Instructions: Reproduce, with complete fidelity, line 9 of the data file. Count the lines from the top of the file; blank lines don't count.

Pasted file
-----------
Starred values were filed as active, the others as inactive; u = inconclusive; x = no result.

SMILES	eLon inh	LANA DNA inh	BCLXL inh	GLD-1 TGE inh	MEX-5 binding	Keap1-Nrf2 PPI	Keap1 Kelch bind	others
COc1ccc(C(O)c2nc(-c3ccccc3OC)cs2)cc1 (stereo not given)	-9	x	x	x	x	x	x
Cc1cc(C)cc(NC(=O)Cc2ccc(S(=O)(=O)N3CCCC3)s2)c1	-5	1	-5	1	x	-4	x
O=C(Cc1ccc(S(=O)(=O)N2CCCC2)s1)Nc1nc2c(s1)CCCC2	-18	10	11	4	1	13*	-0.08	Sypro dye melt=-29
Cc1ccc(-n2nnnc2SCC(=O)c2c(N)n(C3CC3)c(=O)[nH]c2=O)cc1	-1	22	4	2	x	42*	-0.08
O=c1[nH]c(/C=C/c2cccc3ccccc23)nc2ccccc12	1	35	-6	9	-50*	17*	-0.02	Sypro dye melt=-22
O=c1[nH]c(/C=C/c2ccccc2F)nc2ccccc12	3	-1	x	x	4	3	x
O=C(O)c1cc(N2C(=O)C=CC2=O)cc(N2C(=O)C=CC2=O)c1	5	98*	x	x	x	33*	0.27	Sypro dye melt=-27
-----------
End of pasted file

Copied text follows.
O=C(O)c1cc(N2C(=O)C=CC2=O)cc(N2C(=O)C=CC2=O)c1	5	98*	x	x	x	33*	0.27	Sypro dye melt=-27